News

Australia sees large fall in smoking after introduction of standardised packs

BMJ 2014; 349 doi: https://doi.org/10.1136/bmj.g4689 (Published 17 July 2014) Cite this as: BMJ 2014;349:g4689

Re: Australia sees large fall in smoking after introduction of standardised packs

Your tobacco industry correspondent G Roca is either poorly informed or engaging in the sort of misleading spin the world has witnessed from that industry for over 50 years. The fall recorded in smoking prevalence between the Australian Institute of Health and Welfare’s 2010 and 2013 national surveys was the biggest percentage fall (15.5%) ever recorded since the surveys commenced in 1991 (see Figure). In the period between the two surveys, the introduction of plain packaging (Dec 2012) was the only standout variable beyond the normal automatic Consumer Price Index adjustments to tobacco tax and the raft of other tobacco control measures (campaigns, smoke free policies etc) that have been in place for many years.

There had been an extraordinary 25% tobacco tax increase in early May 2010, but the first 5 months impact of that rise coincided with the data collection period (April 29- September 14 2010) for the previous AIHW survey, published in 2011, and so would have influenced that earlier figure.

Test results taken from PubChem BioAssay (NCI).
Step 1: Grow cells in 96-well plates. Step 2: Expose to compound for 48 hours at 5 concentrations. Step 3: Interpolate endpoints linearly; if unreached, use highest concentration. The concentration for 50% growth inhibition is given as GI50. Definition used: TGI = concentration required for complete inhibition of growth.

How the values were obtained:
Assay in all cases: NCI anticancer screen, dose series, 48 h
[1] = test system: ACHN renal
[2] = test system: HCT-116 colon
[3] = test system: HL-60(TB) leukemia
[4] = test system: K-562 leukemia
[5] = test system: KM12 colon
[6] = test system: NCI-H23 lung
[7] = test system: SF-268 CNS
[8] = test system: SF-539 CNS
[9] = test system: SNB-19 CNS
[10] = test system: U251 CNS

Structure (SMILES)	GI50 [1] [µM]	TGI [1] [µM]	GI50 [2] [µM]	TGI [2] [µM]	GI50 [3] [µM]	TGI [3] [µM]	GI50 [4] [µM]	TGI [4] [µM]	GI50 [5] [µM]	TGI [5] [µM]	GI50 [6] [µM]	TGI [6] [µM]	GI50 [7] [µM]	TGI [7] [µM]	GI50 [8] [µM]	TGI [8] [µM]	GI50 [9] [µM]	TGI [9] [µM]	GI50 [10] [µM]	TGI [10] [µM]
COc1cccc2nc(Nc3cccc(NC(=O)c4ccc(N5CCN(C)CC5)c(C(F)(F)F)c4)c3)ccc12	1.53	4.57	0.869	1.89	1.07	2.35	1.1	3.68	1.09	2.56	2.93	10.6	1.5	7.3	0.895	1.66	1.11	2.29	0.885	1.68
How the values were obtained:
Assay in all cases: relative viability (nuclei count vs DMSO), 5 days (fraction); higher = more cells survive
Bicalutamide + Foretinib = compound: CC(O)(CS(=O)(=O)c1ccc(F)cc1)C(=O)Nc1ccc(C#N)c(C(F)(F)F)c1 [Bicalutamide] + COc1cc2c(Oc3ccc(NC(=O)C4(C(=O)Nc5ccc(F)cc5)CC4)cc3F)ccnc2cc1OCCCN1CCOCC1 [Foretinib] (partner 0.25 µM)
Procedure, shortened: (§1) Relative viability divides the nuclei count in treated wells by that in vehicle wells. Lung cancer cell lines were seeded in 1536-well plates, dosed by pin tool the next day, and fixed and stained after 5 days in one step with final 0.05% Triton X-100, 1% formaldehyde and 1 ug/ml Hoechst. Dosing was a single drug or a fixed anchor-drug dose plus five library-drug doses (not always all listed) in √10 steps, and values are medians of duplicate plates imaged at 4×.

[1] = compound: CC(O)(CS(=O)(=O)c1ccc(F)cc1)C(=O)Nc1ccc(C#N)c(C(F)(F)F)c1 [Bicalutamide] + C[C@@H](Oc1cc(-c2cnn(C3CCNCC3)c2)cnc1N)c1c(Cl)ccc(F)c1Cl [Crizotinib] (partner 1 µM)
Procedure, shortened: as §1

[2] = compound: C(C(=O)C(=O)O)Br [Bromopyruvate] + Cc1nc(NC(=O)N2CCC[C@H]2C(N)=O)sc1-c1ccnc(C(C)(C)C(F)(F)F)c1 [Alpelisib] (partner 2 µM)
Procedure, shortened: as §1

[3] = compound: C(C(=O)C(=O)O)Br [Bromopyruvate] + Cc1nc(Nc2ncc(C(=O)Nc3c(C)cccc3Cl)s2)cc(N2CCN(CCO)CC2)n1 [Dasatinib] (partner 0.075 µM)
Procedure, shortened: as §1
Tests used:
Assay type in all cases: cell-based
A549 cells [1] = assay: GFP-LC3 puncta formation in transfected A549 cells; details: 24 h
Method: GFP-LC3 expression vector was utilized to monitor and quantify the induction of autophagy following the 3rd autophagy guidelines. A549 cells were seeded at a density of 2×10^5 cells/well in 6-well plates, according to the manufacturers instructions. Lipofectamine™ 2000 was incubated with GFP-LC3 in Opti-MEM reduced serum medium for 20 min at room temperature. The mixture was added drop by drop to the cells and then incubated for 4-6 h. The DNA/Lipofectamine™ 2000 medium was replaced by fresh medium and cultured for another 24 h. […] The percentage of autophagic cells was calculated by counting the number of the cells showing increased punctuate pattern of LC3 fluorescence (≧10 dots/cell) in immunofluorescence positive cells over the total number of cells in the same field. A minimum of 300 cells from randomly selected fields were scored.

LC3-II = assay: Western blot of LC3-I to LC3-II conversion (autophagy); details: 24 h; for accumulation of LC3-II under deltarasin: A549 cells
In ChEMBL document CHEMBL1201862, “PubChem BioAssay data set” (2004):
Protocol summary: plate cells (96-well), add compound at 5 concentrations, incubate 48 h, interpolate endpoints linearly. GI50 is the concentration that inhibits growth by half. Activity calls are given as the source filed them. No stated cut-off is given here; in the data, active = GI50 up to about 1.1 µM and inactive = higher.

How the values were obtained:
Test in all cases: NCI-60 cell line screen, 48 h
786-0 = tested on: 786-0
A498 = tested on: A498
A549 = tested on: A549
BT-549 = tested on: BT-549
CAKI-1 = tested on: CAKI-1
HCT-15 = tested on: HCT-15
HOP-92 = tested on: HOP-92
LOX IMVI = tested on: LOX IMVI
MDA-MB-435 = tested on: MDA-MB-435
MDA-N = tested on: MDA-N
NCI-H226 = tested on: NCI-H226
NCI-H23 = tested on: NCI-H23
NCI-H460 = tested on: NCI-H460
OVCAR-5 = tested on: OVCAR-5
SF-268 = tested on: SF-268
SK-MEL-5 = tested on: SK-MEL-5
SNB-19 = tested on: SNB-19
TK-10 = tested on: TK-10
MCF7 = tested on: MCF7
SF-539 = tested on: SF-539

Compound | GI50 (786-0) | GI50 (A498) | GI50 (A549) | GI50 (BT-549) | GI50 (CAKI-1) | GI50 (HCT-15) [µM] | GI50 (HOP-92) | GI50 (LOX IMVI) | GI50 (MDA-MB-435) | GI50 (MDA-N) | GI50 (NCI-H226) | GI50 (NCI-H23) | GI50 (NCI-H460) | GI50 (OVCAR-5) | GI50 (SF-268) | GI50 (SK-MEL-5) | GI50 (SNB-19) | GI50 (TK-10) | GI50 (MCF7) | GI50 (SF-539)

There was a further extra tobacco 12.5% tax increase in December 2013. But data collection for the 2011-2013 AIHW report occurred between July 31 and December 1, 2013 the day an extra 12.5% tobacco tax was introduced. It could therefore have not influenced the 2013 data, showing the fall.

Moreover, the Australian Treasury has reported that customs and excise receipts for 2013 (post plain packs) were 3.4% below those for 2012 (pre plain packs). (1)

Citi, the global market investment advisors, were in no doubt about the meaning of the data, saying it provided “the best data” to support the British government’s imminent decision to legislate plain packs and that the data would “substantially undermine” the tobacco industry’s argument that there was no good evidence that plain packaging would achieve its stated aims. (2)

References

1. Australian Government. Department of Health. Tobacco Key facts and figures July 17 2014. http://www.health.gov.au/internet/main/publishing.nsf/Content/tobacco-kff

2. Citi Research Equities. Tobacco - Australia data provides ammunition for plain packaging elsewhere. 2014 Jul 17.

Competing interests: No competing interests

07 August 2014
Simon Chapman AO
Professor
School of Public Health
University of Sydney 2006 Australia
Click to like:
15